Despite Judge Engoron’s attempts to stifle yet another “irrelevant” speech the former president continued: “We’ve gotten reviews saying, One of the greatest pieces of land we’ve ever seen.”
He added: “I’m not looking to build, I’m doing a lot of other things right now,” he says. “I just want to sit with it. It’s called an investment.”
The conversation took a stranger turn after the New York Attorney General’s office referenced a 2014 statement made to UK regulators, stating that the Trump Organization did not intend to develop the Aberdeen properties, because of wind farms.
“I’m not a windmill person,” Trump told the court.
“They’ll probably come down, like all wind farms come down,” Trump says. “They’re not on the property, they’re miles out … Regardless, we have the right to build a very big project.”
In remarks unrelated to the New York trial, Mr Trump has previously blamed windmills for killing whales.
Trump continues to attack New York Attorney General and Judge
Throughout the day, Mr Trump’s rambling statements were peppered with digs at both Judge Engoron and New York Attorney General Letitia James.
In one particularly explosive rant he said: “I think this case is a disgrace for people looking to move their business in New York … exactly because of this kind of thing.” He then attacked Ms James directly.
“The attorney general is sitting here all day long while people are being killed… I think it’s a disgrace. It’s election interference. You want to keep me in this courthouse all day … It’s sad … I want a jury. … I think it’s a disgrace … Legal scholars are saying it’s the most witch hunt they’ve ever seen.”
And to Kevin Wallace, the attorney general counsel questioning him: “You should be ashamed of yourself.”
Earlier, he became visibly red in the face as he accused Judge Engoron of calling him a “fraud”.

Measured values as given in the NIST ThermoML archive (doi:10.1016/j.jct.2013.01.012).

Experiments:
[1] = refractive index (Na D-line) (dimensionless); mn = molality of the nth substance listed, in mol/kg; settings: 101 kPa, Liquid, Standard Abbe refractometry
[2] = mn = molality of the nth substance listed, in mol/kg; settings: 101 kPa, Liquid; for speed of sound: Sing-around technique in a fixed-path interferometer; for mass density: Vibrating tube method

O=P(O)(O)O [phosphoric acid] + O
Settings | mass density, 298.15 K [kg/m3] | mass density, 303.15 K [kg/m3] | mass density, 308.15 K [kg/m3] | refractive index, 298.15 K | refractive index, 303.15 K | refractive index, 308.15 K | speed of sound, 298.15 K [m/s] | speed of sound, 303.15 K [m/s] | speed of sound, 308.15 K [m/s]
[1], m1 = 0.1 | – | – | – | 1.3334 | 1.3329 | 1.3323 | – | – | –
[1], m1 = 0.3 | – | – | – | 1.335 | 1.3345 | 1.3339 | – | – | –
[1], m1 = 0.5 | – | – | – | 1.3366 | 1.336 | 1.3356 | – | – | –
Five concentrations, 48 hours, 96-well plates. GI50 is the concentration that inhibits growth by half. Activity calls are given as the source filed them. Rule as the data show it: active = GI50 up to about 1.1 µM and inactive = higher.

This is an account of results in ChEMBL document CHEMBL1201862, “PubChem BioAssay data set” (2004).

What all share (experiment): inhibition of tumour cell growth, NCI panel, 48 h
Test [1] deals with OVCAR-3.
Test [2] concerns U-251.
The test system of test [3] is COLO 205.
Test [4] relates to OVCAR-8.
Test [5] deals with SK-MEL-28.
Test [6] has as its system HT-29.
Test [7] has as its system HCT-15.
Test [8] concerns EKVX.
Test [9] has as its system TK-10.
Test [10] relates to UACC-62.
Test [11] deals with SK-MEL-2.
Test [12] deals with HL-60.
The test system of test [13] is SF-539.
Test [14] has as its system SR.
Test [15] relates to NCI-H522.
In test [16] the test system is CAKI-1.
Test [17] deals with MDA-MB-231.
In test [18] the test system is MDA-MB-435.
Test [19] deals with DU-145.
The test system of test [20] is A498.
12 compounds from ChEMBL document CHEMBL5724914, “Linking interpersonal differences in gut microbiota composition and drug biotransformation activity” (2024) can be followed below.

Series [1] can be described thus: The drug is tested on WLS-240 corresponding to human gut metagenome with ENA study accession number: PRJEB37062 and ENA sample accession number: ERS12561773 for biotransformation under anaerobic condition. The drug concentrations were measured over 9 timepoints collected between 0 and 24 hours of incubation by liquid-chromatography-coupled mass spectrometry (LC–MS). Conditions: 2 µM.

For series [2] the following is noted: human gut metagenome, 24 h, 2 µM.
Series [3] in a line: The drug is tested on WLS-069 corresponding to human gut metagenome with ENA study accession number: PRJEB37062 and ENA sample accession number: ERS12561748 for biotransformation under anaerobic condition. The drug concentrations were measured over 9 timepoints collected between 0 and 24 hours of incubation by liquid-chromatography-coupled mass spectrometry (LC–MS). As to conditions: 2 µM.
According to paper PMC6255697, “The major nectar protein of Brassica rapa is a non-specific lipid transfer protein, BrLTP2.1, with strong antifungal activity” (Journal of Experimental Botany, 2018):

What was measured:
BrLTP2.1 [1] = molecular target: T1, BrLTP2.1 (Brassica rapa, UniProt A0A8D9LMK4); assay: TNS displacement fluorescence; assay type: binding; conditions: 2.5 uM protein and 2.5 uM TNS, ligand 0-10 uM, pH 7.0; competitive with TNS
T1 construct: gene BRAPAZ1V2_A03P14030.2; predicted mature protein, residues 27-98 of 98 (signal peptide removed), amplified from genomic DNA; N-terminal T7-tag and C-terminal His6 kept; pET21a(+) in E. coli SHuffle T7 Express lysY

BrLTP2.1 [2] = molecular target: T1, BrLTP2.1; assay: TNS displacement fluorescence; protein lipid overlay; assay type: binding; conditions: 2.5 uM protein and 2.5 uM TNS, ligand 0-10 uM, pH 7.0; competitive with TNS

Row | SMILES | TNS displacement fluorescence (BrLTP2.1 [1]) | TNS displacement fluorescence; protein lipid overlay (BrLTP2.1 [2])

Though not looking at the judge he said: “You ruled against me and you said I was a fraud. He called me a fraud, and he didn’t know anything about me.
“He’s the one who didn’t value the property correctly. How do you call a man a fraud who has a property that’s 50 to 100 times more … It’s a terrible thing you’ve done.”
After a beat, Mr Wallace asked him: “Are you done?” “Yeah,” the former president replied.
Trump admits to mistakes in valuations
During his testimony, Mr Trump acknowledged there had, on occasion, been mistakes, such as the valuation of the Trump Tower apartment.
The value of the apartment fell from $327m in 2016 to roughly $116.8m in 2017 – which came after Forbes Magazine outed Trump in 2017 for claiming the apartment was more than 30,000 square feet when it turned out to be just under 11,000 square feet.
Mr Wallace asked the former president whether he was involved in the change, to which Mr Trump replied “probably,” and gave several possible explanations.
He acknowledged there could have “been a mistake” but said that’s why his statements included disclaimer clauses and that banks are responsible for their own due diligence.
Trump defence team intends to file for mistrial
Ms Habba informed the judge that the defence intends to file for a mistrial in the case. The Trump legal team added that they plan to complete their case by 15 December.
“A week early!” Justice Engoron said. He had previously allowed the trial to last until the weekend before Christmas.
Mr Trump’s defence team later declined to cross-examine the former president following his testimony.